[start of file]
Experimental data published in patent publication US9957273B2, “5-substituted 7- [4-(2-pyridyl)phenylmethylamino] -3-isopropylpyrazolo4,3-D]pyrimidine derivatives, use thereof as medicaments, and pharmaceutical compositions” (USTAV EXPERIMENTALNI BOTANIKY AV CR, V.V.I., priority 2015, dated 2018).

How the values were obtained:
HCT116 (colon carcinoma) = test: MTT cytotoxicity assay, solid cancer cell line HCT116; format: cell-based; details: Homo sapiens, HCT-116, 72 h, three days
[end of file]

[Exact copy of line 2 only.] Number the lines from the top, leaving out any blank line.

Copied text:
How the values were obtained: